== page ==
Abstract
Graph coloring is one of the central problems in distributed graph algorithms. Much of the research on this topic has focused on coloring with Delta+1 colors, where Delta denotes the maximum degree. Using Delta+1 colors may be unsatisfactory in sparse graphs, where not all nodes have such a high degree; it would be more desirable to use a number of colors that improves with sparsity. A standard measure that captures sparsity is arboricity, which is the smallest number of forests into which the edges of the graph can be partitioned.
We present simple randomized distributed algorithms that, with high probability, color any nnode alphaarboricity graph:
 using (2+epsilon)alpha colors, for constant epsilon>0, in O(log n) rounds, if alpha=Omega(log n log log n), or
 using O(alpha log alpha) colors, in O(log n) rounds, or
 using O(alpha) colors, in O(log n min{log log n, log alpha}) rounds.
These algorithms are nearlyoptimal, as it is known by results of Linial [FOCS'87] and Barenboim and Elkin [PODC'08] that coloring with Theta(alpha) colors, or even poly(alpha) colors, requires Omega(log_alpha n) rounds. The previously bestknown O(log n)time result was a deterministic algorithm due to Barenboim and Elkin [PODC'08], which uses Theta(alpha^2) colors. Barenboim and Elkin stated improving this number of colors as an open problem in their Distributed Graph Coloring Book.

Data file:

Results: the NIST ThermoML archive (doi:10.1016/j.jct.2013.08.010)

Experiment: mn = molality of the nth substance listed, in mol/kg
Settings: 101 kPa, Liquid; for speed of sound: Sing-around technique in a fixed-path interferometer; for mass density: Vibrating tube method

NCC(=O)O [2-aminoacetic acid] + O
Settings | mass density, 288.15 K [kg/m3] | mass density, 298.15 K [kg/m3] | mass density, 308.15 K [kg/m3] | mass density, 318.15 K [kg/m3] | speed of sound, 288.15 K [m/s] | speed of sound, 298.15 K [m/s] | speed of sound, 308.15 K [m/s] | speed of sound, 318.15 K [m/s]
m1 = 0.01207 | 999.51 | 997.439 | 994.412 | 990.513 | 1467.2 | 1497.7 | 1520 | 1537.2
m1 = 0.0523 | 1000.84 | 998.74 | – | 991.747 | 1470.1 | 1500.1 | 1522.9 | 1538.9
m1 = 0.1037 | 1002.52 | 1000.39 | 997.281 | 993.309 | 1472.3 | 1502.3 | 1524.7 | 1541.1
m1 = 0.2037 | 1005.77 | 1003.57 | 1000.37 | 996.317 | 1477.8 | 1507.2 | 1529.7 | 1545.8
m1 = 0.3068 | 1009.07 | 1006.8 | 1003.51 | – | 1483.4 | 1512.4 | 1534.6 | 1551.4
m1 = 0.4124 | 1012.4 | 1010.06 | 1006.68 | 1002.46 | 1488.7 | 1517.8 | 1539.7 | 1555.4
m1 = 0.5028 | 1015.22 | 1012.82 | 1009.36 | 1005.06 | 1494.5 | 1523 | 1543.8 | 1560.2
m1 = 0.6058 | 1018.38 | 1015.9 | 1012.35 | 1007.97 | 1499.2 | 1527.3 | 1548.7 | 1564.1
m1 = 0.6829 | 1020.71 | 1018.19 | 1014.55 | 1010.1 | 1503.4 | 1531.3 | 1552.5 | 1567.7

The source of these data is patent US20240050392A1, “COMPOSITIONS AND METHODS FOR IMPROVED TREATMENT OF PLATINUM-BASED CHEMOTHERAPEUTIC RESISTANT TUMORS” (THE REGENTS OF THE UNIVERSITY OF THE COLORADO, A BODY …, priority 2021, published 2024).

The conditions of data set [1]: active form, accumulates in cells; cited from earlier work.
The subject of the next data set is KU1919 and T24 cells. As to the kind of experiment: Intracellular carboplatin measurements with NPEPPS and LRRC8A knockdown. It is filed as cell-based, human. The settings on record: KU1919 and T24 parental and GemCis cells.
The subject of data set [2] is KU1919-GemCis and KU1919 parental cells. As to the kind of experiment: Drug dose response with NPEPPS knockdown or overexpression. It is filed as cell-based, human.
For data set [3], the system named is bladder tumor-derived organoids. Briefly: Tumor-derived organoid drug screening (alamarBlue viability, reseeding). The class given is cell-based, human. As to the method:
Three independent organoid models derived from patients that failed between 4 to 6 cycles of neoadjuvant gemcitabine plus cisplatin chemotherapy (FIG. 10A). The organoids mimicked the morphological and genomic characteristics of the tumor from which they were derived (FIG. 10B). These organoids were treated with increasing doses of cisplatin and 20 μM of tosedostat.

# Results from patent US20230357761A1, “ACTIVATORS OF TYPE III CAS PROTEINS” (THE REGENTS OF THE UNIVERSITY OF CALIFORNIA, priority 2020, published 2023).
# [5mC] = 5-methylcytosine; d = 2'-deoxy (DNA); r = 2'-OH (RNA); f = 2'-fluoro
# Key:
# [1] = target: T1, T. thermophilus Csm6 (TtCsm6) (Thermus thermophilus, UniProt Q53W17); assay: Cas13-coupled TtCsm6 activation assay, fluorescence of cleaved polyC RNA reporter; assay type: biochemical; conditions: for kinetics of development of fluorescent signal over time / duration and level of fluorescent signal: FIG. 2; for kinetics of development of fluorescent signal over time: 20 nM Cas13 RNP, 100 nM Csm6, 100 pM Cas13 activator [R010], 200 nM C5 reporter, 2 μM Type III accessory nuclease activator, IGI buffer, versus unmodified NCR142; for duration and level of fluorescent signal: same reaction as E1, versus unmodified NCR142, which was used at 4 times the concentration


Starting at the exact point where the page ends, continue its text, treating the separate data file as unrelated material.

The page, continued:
BibTeX  Entry
@InProceedings{ghaffari_et_al:LIPIcs:2017:8017,
author = {Mohsen Ghaffari and Christiana Lymouri},
title = {{Simple and NearOptimal Distributed Coloring for Sparse Graphs}},
booktitle = {31st International Symposium on Distributed Computing (DISC 2017)},
pages = {20:120:14},
series = {Leibniz International Proceedings in Informatics (LIPIcs)},
ISBN = {9783959770538},
ISSN = {18688969},
year = {2017},
volume = {91},
editor = {Andr{\'e}a W. Richa},
publisher = {Schloss DagstuhlLeibnizZentrum fuer Informatik},
address = {Dagstuhl, Germany},
URL = {http://drops.dagstuhl.de/opus/volltexte/2017/8017},
URN = {urn:nbn:de:0030drops80178},
doi = {10.4230/LIPIcs.DISC.2017.20},
annote = {Keywords: Distributed Graph Algorithms, Graph Coloring, Arboricity}
}
Keywords: 

Distributed Graph Algorithms, Graph Coloring, Arboricity 
Seminar: 

31st International Symposium on Distributed Computing (DISC 2017) 
Issue Date: 

2017 
Date of publication: 

05.10.2017